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What Moses and Zipporah Can Teach Us About Today's Interfaith Families

What Moses and Zipporah Can Teach Us About Today's Interfaith Families

In the opening chapters of Exodus, we read about a Jewish man who failed to circumcise his son. Aside from incurring God’s wrath by not having a brit milah, or ritual circumcision, he failed to uphold the oldest Jewish ritual of the Bible that had started with Abraham. The Jewish man was none other than Moses.

Moses failed in his responsibility as a father to circumcise his second son Eleazar. But his wife, Zipporah, a non-Israelite did. (Exodus 4:24-26)

We know little about the wife of Moses, Tzipporah. (How many Jews even knew her name?). She was the daughter of a Midianite priest named Jethro. And it seems that she, and not Moses, took on the brunt of the work of educating and raising their two sons, Gershom and Eleazar.

The Moses-Zipporah relationship is the Biblical prototype for many interfaith families in our community. Often, it is the support and commitment of the non-Jewish partner that enables our children of interfaith families to attend religious school, mark their bar or bat mitzvah, and maintain the rhythms of the Jewish home. Our community has been enriched by the countless individuals who, never having grown up Jewish, nonetheless have actively engaged in our community and, in their own way, help to ensure a vibrant future for our children and grandchildren.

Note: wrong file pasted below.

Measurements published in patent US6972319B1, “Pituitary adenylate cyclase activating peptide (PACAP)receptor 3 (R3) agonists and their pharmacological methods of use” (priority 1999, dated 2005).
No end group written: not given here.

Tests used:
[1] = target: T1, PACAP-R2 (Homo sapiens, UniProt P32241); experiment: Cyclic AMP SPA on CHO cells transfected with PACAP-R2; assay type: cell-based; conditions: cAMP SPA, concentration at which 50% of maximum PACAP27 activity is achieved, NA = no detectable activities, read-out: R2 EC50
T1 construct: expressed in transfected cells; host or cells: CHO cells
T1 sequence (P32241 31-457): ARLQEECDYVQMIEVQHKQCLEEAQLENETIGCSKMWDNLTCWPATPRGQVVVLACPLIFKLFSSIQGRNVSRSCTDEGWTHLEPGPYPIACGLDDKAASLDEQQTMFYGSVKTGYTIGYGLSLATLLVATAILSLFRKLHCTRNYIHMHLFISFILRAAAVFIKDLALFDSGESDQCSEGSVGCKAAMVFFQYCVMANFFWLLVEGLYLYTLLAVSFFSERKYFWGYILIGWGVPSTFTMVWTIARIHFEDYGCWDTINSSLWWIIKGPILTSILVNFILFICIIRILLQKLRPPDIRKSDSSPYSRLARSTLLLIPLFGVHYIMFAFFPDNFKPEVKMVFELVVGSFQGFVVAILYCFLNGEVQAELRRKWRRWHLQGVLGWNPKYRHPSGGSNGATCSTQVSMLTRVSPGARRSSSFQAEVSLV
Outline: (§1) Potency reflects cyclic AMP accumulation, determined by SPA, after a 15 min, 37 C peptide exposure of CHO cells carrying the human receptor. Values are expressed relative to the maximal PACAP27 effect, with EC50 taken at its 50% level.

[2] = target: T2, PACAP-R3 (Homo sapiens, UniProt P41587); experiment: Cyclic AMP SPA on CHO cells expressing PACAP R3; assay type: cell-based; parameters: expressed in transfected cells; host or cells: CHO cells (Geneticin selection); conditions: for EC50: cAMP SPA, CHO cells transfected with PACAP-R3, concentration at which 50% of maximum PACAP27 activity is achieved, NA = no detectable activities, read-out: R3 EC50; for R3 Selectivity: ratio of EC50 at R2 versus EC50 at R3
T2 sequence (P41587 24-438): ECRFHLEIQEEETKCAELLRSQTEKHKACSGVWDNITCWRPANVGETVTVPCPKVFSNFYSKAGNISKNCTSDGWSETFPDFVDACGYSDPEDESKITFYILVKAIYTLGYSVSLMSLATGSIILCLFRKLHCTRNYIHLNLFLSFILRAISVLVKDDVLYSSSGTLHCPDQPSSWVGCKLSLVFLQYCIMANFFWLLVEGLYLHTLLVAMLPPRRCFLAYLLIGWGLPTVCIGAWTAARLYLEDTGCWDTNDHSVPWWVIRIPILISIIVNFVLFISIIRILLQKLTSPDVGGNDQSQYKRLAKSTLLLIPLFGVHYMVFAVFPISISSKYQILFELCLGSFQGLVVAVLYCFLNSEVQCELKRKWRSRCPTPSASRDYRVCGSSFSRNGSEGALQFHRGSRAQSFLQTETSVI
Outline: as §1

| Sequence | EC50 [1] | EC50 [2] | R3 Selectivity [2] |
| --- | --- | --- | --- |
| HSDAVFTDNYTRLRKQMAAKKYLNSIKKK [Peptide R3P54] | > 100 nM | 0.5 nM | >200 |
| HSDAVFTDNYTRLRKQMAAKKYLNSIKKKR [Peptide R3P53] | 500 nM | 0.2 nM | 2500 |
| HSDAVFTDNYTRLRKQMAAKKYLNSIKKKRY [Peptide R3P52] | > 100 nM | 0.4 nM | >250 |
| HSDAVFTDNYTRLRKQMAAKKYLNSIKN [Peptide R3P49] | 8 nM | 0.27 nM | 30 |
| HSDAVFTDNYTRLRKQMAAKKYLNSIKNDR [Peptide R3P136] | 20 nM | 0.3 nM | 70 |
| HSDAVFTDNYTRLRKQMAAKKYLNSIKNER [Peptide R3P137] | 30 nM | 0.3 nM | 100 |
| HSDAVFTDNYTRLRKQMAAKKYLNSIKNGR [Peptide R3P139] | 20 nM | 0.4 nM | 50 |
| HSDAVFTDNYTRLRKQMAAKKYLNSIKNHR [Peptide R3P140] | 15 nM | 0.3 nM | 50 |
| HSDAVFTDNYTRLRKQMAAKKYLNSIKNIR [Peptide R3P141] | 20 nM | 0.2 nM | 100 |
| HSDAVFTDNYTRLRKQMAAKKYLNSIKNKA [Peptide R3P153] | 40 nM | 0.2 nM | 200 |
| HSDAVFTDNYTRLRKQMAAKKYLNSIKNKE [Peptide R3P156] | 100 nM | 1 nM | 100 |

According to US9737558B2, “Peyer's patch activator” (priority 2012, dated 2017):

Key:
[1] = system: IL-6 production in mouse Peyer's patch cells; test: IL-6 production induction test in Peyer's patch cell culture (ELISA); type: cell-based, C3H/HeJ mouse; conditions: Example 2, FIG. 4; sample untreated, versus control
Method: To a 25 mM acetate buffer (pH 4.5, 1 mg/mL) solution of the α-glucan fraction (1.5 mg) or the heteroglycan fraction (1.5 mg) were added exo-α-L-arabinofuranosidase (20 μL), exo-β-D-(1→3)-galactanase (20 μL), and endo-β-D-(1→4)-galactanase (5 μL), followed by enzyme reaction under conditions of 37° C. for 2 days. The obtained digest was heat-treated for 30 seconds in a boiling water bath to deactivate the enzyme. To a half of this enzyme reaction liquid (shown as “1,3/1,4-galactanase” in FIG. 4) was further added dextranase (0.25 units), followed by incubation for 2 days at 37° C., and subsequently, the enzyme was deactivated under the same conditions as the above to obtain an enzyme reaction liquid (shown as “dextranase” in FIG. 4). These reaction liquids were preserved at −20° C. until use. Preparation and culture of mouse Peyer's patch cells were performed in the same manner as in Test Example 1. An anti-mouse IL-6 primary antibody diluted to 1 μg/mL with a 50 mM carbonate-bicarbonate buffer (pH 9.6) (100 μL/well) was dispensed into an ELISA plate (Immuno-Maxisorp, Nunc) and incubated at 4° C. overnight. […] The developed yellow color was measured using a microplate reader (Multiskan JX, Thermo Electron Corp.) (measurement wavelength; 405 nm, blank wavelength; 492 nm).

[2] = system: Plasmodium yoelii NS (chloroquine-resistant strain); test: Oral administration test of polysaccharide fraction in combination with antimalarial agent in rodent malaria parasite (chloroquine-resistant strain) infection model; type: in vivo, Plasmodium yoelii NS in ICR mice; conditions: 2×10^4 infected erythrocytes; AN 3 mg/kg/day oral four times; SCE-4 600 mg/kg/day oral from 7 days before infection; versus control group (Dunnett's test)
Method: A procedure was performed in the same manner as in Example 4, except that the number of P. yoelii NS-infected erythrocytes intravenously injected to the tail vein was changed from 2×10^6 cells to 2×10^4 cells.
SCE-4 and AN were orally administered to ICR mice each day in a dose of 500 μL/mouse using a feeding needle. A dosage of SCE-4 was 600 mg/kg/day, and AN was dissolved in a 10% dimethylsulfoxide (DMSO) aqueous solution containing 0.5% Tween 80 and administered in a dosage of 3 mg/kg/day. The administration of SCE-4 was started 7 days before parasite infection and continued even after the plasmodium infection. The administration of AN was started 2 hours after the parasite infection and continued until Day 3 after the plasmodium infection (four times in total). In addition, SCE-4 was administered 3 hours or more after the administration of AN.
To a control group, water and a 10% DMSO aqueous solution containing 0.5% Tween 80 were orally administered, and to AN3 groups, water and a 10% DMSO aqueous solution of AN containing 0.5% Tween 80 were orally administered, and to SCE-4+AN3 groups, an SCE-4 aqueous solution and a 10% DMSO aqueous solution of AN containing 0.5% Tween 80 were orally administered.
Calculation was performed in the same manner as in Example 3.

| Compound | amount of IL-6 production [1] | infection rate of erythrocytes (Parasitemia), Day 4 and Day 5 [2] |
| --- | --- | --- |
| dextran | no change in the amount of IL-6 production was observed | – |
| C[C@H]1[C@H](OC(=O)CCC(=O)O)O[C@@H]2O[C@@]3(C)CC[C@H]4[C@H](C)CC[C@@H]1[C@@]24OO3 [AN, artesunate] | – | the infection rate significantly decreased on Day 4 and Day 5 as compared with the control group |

Some in our community have followed the model of Ruth, and have chosen to formally become part of the Jewish people. Their journeys are powerful and can be an inspiration for all of us. Others have chosen the model of Zipporah, and have chosen to be gerei toshav - those who, for whatever reason, have chosen not to formally join the Jewish people but who are a part of our community, and we are strengthened because of them.

Sometimes we can learn as much from our silences as we can from the words we say. I believe our tradition holds us accountable not only for what we say, but also what we fail to say. May we celebrate everyone who makes up our community. May we be supportive of their choices and be helpful in any way we can. May we not take this blessing for granted and may we work together to welcome and embrace everyone in our community.

Rabbi Michael Pincus serves Congregation Beth Israel in West Hartford, CT.

Published: 12/07/2012

Categories: Jewish Life, Interfaith, Torah Study
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